Sailor Speak of the Week – U-Boat

Definition

Noun

  • A submarine (most often a German submarine during WWII).

Origin

20th century. From the German word, Unterseeboot, meaning undersea boat.

Comments

Anyone who’s ever seen the film Das Boot knows what this is.

In case you’re wondering if there’s a difference between a submarine and a U-boat. Well, a certain famous British Prime Minister had this to say about the distinction:

Enemy submarines are to be called U-Boats. The term submarine is to be reserved for Allied under water vessels. U-Boats are those dastardly villains who sink our ships, while submarines are those gallant and noble craft which sink theirs.

Winston Churchill

However, even before Churchill made things clearer, submarines themselves were widely condemned. In fact, Admiral Sir Arthur Wilson once said that submarines are, ” underhand, underwater and damned un-English” (Davis, 2001).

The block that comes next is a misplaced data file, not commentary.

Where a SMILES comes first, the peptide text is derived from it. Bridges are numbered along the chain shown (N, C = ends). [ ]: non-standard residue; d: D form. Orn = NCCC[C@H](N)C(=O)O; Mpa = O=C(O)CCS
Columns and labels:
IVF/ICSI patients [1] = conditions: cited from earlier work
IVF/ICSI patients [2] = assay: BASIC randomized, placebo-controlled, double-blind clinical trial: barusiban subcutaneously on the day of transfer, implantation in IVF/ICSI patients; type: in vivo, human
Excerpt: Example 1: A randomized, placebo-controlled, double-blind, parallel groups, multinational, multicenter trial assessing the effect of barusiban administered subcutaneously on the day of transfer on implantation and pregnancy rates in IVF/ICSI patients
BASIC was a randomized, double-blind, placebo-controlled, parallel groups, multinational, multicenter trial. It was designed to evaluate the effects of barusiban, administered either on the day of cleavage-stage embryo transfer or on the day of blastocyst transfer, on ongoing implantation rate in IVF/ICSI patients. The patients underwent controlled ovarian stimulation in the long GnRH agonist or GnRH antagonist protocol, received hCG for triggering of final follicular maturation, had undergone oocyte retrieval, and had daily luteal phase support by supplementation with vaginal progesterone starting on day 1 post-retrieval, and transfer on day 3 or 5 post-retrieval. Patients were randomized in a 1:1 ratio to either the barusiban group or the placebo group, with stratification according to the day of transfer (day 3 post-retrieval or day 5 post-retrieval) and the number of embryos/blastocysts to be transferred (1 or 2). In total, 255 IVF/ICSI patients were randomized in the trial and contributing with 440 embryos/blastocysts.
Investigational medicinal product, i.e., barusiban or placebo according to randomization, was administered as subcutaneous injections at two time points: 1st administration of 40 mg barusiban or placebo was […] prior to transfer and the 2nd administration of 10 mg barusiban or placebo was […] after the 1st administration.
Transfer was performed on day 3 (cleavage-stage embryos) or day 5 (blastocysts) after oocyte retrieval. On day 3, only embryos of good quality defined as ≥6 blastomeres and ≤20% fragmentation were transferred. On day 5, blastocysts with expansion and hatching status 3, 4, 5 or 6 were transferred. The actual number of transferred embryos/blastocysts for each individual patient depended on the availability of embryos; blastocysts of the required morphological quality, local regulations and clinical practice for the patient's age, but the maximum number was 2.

References

Davis, M. (2001, Nov. 2). Underwater and ‘damned un-English’. Retrieved from http://news.bbc.co.uk/2/hi/uk_news/1632450.stm.

Rogers, J.G. (1985). Origins of Sea Terms. Mystic, CT: Mystic Seaport Museum.

Leave a Reply

Fill in your details below or click an icon to log in:

WordPress.com Logo

You are commenting using your WordPress.com account. Log Out /  Change )

Google photo

You are commenting using your Google account. Log Out /  Change )

Twitter picture

You are commenting using your Twitter account. Log Out /  Change )

Facebook photo

You are commenting using your Facebook account. Log Out /  Change )

Connecting to %s